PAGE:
February 28, 2020
You may be familiar with the game Battleship! The version most people recall includes two plastic folding boards (red and blue) plus two sets of grey plastic ships and pegs. It was released by Milton Bradley in 1967. I had a set myself—a birthday present in 1969 (yeah, I’m that old). The objective of the game is to sink your opponent’s ships.
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September 11, 2009
by: Ron Perkins
A short time ago I received the following inquiry regarding our Heat-Sensitive Paper. One of the joys of being the president of Educational Innovations is having the opportunity to answer questions like this.
Q: What chemical coats your Heat-Sensitive Paper that makes it change color? My chemistry class wants to know the chemistry of what is happening on our heat-sensitive periodic tables. Can you please help us?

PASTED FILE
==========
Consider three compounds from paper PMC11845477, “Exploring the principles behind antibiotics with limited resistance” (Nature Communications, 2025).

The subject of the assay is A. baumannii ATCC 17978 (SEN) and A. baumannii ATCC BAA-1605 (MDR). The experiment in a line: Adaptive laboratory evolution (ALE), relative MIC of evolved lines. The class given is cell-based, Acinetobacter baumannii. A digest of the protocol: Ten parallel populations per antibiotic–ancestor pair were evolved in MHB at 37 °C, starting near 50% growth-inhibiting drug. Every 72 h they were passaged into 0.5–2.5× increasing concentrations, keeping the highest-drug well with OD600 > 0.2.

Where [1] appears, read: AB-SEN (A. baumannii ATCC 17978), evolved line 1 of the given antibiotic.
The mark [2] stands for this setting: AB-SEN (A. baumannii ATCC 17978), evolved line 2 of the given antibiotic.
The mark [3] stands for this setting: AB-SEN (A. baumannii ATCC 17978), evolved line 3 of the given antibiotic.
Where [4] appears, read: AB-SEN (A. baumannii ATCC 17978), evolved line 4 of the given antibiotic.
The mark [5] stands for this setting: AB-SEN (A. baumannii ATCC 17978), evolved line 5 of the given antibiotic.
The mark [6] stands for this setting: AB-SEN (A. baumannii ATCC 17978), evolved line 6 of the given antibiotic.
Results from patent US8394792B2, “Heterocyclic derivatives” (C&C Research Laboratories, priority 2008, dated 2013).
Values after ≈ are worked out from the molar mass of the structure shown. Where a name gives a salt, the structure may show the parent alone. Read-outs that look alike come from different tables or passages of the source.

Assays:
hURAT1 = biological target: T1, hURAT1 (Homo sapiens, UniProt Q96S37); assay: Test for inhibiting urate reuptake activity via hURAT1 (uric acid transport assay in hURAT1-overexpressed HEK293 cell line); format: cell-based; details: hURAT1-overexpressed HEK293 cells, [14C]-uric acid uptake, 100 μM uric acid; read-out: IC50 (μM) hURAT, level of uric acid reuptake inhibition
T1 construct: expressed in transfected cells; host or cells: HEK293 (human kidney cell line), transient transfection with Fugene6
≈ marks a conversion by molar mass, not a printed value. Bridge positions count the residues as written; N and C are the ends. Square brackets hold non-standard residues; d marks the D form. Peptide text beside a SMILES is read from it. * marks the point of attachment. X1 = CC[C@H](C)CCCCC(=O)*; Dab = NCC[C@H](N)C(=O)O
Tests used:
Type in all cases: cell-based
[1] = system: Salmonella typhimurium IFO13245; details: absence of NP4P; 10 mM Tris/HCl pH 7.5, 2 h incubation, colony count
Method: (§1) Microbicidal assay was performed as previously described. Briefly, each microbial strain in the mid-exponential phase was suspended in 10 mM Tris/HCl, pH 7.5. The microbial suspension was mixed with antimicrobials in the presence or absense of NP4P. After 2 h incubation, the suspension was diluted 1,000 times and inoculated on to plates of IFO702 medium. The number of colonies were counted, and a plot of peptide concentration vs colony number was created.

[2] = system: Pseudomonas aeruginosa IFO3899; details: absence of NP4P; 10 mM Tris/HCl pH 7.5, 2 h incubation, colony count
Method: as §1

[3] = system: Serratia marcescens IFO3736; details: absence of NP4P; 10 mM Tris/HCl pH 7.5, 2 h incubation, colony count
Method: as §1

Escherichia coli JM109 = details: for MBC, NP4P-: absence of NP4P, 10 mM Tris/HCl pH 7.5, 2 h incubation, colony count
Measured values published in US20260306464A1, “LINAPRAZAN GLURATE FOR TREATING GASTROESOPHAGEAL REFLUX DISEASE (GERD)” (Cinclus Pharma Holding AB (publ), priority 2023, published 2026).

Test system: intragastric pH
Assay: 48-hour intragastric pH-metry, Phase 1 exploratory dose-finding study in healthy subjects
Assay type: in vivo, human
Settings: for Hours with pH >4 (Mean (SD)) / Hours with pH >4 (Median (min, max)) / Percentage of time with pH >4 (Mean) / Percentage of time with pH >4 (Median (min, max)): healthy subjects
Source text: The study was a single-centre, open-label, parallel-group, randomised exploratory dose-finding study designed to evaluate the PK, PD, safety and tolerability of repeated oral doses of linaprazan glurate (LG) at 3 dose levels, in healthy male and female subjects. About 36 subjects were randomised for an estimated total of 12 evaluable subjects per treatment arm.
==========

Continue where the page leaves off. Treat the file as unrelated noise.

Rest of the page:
A: Some of the characteristics of our heat-sensitive periodic tables are easy to understand and some more challenging. The inks used provide color at lower temperatures and are colorless at higher temperatures. The change over temperature is called the “critical temperature.” Adding heat to the paper causes the paper to loose its color, an “endothermic” reaction. The reverse, going from colorless to colored, is an “exothermic” reaction and returns the heat.
To manufacture this paper, long rolls of white paper are unwound, coated on one side, dried, cut, and finally stacked into reams. Read the rest of this entry »